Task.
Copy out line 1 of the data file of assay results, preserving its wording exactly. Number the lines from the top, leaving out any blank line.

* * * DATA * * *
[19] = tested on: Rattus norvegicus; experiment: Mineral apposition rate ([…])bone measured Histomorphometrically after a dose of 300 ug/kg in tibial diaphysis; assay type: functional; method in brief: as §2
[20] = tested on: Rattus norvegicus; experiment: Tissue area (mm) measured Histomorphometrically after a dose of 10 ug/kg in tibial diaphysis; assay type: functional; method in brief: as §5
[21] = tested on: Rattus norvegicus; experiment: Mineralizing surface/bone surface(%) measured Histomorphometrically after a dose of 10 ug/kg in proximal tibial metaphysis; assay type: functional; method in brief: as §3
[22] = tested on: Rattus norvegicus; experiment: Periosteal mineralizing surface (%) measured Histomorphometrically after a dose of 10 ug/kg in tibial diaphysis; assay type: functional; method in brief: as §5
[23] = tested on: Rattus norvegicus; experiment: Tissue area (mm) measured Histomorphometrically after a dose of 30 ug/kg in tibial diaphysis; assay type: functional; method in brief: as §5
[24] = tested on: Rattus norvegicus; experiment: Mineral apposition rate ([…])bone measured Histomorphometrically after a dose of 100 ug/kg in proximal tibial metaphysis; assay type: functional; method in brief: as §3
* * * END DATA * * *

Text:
[19] = tested on: Rattus norvegicus; experiment: Mineral apposition rate ([…])bone measured Histomorphometrically after a dose of 300 ug/kg in tibial diaphysis; assay type: functional; method in brief: as §2